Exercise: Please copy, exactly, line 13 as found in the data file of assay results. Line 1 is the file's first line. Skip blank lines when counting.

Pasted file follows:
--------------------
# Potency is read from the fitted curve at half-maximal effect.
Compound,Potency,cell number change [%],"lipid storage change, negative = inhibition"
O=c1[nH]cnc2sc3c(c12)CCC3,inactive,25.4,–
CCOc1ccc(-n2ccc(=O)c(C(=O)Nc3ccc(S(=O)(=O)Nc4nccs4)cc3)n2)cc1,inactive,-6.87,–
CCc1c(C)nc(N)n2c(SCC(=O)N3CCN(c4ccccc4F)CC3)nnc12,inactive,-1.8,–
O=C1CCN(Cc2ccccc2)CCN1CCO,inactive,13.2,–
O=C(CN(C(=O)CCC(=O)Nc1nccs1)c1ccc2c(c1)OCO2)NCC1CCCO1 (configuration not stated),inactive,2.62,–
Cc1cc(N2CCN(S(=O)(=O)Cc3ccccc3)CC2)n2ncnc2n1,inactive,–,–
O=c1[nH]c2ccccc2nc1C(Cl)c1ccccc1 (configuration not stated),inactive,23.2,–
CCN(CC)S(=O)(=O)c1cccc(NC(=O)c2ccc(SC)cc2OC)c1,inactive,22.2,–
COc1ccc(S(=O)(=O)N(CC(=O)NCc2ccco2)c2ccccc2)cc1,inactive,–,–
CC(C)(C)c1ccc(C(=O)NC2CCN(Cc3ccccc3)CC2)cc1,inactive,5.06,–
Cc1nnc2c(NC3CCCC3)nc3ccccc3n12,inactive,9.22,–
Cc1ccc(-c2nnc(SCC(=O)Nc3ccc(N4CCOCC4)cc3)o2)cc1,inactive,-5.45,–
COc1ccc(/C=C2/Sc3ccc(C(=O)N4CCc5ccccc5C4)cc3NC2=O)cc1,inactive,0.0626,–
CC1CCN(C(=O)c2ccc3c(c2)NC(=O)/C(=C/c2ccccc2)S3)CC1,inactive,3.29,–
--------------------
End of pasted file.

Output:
Cc1nnc2c(NC3CCCC3)nc3ccccc3n12,inactive,9.22,–